Klaber said during the editorial board meeting that since 2006, there have been $1.1 billion in overall taxes paid by the Marcellus industry. Road construction since the same year has reached $500 million and $204 million in impact fees have been paid to Pennsylvania in 2012. In addressing environmental concerns Klaber said the industry is extremely careful in safeguarding the drilling process.
“One of the reason why there is so much pre-testing being done around the Commonwealth is because if someone has a problem with their water – saying there is a problem after the drilling – but the testing of the well shows the exact same problem existed before, well the company still has to provide a short term remedy but not for the life of the home because it was a problem that existed before,” Klaber said. “This has been a long-standing problem in rural Pennsylvania but what’s happened is the activity of the industry has really brought the environmental concerns to the forefront.”
Klaber said the hydraulic fracturing or fraking happens inside a pipe that has four other pipes outside of it and is a mile below the ground. The process doesn’t create any migration of the methane into the shallow areas. If something happens during the process and there is a spill or some other problem then of course there would be seepage. The companies have to manage for that and are held accountable if a well hasn’t been drilled correctly.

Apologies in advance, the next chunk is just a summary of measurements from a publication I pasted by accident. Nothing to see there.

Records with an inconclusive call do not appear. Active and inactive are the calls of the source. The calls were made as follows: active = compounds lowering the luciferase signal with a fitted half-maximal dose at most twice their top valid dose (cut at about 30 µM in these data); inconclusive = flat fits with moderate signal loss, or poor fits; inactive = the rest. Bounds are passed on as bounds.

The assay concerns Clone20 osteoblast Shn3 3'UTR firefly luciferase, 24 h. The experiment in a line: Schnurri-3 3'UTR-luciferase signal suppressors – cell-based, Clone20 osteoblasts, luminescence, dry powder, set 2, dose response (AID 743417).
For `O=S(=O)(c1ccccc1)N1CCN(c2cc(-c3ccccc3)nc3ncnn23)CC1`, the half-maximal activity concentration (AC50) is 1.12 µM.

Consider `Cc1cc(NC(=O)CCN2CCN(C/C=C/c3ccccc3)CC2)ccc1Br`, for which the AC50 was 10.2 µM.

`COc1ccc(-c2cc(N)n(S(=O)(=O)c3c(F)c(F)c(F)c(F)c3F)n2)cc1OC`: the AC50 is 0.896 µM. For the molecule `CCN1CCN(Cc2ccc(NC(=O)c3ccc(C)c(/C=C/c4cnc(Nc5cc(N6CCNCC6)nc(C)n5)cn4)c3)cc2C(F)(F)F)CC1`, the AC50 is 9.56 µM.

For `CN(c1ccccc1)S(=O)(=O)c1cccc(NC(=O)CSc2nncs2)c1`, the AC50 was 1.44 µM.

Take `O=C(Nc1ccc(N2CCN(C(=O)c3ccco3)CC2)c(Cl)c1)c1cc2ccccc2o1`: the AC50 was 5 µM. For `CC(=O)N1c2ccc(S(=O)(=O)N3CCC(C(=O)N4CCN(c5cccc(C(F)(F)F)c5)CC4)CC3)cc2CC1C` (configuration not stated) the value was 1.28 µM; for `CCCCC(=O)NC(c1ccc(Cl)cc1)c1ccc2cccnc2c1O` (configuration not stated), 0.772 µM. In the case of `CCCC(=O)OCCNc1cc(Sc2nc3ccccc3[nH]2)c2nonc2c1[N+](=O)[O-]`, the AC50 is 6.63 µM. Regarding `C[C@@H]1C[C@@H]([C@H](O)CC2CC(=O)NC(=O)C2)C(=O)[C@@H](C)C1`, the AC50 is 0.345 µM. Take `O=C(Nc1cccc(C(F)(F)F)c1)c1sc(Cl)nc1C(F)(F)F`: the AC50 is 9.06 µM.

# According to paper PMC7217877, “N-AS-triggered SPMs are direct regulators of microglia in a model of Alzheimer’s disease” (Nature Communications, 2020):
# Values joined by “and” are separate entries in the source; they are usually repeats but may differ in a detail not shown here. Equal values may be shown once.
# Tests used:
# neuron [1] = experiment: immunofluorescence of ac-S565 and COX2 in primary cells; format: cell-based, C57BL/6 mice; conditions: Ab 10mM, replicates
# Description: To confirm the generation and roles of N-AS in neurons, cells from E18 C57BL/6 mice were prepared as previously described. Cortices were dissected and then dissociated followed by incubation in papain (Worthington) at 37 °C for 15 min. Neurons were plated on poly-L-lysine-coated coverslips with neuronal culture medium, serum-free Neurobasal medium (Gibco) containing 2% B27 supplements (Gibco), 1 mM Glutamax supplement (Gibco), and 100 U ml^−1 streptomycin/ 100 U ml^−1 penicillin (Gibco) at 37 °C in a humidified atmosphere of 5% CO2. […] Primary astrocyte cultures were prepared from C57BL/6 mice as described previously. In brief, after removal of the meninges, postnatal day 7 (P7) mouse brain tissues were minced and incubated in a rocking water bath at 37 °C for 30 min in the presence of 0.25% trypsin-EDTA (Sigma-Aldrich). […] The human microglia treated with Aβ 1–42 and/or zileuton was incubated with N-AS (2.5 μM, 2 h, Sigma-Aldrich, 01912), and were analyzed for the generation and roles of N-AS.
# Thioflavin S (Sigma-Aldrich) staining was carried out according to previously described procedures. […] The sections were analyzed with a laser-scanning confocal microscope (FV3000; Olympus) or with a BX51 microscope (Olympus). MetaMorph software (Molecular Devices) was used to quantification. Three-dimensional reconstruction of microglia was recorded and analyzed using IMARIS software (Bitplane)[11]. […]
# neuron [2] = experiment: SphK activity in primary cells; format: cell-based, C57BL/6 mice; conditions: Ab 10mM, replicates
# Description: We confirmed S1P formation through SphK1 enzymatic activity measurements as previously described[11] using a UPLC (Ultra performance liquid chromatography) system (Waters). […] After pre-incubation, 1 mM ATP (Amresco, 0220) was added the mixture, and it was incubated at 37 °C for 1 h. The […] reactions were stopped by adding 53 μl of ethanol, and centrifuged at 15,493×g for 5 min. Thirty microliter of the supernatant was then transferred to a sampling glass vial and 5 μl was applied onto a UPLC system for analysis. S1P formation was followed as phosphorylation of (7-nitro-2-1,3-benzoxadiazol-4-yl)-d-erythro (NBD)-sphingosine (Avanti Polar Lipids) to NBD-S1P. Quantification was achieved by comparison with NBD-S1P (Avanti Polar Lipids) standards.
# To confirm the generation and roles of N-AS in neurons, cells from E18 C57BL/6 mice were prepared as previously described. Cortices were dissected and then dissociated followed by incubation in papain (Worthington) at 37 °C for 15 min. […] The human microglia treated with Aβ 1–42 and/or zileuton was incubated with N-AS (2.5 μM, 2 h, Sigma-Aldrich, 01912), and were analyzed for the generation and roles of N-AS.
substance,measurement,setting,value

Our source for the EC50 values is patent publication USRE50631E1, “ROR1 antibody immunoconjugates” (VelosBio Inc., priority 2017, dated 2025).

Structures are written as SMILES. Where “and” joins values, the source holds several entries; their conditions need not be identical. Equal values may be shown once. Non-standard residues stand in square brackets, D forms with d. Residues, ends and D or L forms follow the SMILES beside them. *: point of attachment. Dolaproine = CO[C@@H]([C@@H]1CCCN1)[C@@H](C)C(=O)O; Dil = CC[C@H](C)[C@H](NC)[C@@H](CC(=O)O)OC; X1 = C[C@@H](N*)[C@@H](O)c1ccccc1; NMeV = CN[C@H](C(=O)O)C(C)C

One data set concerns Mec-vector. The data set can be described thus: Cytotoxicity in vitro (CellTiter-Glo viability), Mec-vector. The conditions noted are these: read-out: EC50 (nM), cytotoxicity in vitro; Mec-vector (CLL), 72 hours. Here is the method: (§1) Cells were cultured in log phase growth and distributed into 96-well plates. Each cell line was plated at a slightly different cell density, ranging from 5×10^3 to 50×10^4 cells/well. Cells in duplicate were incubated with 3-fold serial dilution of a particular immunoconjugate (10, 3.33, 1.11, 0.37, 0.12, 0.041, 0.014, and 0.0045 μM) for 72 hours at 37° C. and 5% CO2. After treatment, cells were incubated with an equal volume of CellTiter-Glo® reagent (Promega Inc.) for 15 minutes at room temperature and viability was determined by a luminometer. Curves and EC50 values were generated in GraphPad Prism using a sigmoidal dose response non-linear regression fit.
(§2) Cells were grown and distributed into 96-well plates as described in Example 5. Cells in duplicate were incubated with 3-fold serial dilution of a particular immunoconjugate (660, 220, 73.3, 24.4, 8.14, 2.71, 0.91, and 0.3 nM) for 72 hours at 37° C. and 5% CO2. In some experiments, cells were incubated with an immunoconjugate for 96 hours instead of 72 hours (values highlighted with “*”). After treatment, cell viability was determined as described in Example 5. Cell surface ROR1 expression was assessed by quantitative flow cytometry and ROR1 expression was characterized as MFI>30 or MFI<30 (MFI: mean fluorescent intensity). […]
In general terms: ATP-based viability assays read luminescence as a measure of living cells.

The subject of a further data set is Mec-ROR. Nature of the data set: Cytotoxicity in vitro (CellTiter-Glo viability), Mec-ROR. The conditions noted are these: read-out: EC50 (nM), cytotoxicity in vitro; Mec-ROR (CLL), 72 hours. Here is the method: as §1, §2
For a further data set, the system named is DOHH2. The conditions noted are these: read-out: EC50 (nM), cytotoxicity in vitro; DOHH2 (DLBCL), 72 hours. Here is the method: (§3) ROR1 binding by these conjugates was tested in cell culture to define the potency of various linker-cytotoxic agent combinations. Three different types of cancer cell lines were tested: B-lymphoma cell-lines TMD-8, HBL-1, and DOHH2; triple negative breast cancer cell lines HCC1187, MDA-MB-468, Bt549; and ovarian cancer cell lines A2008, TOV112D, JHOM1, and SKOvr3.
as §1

“From what I’ve seen over the last three years the vast majority of the water well problems come from the fact that there are existing problems with our water wells in Pennsylvania,” Klaber said. “There are ramifications and there were some problems in Dimock, Pennsylvania but this was because there was no pre-drilling. No one did a before and shame on all of us.”
Residents in the small community of Dimock Township agreed to a settlement with Houston-based Cabot Oil & Gas Corp. after residents claimed the company polluted their water supply with methane gas during drilling in 2009. Cabot denied responsibility and federal environmental regulators tested the aquifer in 2012 and determined the water in Dimock was safe to drink. That determination is still under dispute by the residents of the rural community.